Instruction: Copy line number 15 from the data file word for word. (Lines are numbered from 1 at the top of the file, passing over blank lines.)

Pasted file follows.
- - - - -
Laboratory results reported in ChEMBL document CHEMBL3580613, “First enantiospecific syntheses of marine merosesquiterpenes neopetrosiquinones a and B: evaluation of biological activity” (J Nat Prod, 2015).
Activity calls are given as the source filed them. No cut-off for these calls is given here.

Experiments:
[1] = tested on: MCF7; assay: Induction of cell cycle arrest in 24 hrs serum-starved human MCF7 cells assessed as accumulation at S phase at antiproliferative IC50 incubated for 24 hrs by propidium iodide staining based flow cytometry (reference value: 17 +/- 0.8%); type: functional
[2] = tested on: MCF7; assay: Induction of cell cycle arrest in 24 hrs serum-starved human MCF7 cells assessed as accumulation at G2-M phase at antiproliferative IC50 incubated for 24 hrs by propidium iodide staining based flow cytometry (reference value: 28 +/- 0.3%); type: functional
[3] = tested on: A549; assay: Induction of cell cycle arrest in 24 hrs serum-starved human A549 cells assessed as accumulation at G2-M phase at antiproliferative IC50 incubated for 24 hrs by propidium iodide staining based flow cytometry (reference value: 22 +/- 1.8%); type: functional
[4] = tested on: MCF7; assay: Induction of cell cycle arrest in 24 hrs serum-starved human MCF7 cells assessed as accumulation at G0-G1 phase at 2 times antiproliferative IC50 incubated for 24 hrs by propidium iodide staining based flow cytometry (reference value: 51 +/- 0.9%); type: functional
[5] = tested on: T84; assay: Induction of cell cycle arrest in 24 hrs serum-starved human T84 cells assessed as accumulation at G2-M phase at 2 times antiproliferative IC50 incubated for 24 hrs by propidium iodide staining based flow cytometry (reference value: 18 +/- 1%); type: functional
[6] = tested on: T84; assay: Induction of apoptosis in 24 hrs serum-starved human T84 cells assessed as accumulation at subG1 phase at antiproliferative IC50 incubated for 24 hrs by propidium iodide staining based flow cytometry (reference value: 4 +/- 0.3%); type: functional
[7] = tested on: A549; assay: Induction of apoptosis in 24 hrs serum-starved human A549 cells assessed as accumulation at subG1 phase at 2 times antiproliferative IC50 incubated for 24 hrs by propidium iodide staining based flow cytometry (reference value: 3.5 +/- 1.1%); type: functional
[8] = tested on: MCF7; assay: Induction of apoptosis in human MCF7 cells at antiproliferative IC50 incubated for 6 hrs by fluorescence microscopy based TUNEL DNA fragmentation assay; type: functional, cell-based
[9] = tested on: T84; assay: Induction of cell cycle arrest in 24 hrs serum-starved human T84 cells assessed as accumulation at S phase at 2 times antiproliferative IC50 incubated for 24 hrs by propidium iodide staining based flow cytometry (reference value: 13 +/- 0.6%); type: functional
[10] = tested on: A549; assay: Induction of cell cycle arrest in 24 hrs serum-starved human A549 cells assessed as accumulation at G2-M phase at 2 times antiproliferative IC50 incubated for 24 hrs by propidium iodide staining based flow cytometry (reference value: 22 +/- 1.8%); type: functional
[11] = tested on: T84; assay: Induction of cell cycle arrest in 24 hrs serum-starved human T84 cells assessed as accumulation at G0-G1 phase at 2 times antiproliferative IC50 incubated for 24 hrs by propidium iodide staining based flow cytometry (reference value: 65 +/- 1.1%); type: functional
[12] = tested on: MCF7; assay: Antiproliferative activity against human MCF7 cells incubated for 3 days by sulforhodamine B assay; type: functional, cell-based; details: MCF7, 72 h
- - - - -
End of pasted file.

[12] = tested on: MCF7; assay: Antiproliferative activity against human MCF7 cells incubated for 3 days by sulforhodamine B assay; type: functional, cell-based; details: MCF7, 72 h